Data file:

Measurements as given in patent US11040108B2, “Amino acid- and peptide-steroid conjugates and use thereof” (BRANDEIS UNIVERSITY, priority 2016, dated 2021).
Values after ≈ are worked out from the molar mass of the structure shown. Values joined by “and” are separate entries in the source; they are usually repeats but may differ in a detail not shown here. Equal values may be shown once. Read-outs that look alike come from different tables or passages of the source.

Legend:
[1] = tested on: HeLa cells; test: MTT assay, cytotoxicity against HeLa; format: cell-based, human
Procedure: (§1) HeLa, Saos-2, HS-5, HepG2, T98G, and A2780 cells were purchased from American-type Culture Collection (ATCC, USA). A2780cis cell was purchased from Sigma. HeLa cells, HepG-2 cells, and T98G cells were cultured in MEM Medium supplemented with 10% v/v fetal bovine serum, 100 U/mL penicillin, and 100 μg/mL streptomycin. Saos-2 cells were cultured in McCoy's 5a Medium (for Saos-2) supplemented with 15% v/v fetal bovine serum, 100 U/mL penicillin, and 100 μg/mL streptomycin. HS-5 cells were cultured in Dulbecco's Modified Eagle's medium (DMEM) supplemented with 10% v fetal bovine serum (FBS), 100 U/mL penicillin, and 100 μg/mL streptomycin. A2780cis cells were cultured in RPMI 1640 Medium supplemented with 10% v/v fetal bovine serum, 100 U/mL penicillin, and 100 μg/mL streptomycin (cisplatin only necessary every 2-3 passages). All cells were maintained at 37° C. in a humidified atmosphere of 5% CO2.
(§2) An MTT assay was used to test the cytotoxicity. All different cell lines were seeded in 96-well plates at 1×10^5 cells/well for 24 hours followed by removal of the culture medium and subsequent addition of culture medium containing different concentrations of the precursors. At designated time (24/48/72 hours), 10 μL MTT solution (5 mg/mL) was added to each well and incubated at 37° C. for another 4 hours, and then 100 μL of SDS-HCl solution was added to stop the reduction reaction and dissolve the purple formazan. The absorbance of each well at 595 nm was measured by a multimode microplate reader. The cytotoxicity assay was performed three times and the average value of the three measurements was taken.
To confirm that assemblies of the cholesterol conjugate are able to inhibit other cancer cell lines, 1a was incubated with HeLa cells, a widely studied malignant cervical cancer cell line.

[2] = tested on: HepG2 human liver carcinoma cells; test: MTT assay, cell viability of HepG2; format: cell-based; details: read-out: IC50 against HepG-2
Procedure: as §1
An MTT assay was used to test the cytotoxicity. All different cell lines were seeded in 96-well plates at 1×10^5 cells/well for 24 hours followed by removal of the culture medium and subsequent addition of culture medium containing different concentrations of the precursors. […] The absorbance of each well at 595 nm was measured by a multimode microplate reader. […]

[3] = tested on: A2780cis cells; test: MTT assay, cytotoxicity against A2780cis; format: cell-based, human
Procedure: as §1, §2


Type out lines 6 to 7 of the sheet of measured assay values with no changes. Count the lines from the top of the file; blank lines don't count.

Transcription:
(§2) An MTT assay was used to test the cytotoxicity. All different cell lines were seeded in 96-well plates at 1×10^5 cells/well for 24 hours followed by removal of the culture medium and subsequent addition of culture medium containing different concentrations of the precursors. At designated time (24/48/72 hours), 10 μL MTT solution (5 mg/mL) was added to each well and incubated at 37° C. for another 4 hours, and then 100 μL of SDS-HCl solution was added to stop the reduction reaction and dissolve the purple formazan. The absorbance of each well at 595 nm was measured by a multimode microplate reader. The cytotoxicity assay was performed three times and the average value of the three measurements was taken.
To confirm that assemblies of the cholesterol conjugate are able to inhibit other cancer cell lines, 1a was incubated with HeLa cells, a widely studied malignant cervical cancer cell line.